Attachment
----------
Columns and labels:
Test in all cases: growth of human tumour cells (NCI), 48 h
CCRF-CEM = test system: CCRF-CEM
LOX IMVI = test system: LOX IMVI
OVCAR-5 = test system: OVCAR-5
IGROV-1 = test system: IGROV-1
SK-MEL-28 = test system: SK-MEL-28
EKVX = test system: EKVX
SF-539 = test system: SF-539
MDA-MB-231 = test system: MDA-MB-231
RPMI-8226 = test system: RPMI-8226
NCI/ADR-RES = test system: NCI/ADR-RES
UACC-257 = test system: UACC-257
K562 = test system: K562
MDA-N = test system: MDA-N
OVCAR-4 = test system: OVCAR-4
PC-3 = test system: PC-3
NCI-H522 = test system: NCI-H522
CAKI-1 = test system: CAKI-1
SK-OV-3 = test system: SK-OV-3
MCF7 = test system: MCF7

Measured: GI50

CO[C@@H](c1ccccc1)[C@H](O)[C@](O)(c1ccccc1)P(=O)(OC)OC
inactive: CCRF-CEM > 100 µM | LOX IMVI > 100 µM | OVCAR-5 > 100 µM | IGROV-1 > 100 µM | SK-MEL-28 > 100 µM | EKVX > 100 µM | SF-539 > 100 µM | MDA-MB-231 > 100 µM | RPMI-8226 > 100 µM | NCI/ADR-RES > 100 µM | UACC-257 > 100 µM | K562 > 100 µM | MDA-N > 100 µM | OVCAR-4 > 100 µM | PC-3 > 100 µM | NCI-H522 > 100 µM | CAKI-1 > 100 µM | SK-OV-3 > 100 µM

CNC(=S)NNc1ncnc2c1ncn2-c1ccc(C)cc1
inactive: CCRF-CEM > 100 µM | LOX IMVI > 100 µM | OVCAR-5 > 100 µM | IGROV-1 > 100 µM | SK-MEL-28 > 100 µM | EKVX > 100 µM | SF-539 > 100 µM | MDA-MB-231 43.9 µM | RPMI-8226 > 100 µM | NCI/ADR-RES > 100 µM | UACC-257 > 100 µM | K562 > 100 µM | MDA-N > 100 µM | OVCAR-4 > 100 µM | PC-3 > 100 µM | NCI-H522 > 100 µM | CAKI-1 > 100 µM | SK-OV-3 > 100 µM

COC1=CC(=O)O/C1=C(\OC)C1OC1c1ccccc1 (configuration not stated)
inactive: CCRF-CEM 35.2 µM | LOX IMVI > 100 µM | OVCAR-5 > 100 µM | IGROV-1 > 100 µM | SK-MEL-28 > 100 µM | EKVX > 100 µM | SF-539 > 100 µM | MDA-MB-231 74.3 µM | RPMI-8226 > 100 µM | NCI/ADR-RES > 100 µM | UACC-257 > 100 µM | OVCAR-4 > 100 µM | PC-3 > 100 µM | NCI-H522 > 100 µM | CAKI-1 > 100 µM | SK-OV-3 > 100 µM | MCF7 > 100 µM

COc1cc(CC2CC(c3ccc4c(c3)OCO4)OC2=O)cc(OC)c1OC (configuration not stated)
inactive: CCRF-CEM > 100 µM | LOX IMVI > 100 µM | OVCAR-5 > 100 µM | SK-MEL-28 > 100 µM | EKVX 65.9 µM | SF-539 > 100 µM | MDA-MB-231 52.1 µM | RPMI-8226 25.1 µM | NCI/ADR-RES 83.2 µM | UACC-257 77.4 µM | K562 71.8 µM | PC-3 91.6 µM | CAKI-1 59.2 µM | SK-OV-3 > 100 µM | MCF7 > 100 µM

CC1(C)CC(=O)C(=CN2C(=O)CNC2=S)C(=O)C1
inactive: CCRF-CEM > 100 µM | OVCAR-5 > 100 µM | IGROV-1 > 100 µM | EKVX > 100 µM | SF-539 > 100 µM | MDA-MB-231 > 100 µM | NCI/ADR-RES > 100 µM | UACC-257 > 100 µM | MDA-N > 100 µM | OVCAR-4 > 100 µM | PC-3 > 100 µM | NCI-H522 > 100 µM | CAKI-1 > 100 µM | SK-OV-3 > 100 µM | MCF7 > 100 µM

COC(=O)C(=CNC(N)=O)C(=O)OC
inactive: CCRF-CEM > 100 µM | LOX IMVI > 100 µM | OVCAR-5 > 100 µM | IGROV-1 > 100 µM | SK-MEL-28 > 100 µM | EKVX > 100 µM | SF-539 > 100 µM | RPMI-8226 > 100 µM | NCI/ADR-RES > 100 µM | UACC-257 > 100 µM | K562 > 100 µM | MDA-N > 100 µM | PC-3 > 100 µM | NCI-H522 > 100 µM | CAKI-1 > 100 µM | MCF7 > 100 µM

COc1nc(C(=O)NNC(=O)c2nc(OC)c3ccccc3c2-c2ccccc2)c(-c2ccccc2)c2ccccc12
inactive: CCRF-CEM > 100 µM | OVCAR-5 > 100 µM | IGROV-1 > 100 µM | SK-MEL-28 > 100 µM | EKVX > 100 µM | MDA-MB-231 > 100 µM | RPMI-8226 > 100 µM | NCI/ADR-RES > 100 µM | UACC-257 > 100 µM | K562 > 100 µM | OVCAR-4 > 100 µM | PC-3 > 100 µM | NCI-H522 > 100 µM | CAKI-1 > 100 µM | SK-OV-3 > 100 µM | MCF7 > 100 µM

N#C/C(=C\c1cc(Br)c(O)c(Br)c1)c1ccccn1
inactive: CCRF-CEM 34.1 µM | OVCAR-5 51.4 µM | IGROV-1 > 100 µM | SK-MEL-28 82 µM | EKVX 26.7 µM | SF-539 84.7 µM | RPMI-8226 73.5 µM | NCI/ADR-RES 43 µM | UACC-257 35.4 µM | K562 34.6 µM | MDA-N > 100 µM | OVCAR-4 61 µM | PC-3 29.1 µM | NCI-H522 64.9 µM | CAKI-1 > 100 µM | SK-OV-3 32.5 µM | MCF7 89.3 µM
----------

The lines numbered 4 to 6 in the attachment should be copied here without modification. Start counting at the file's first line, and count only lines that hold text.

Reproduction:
LOX IMVI = test system: LOX IMVI
OVCAR-5 = test system: OVCAR-5
IGROV-1 = test system: IGROV-1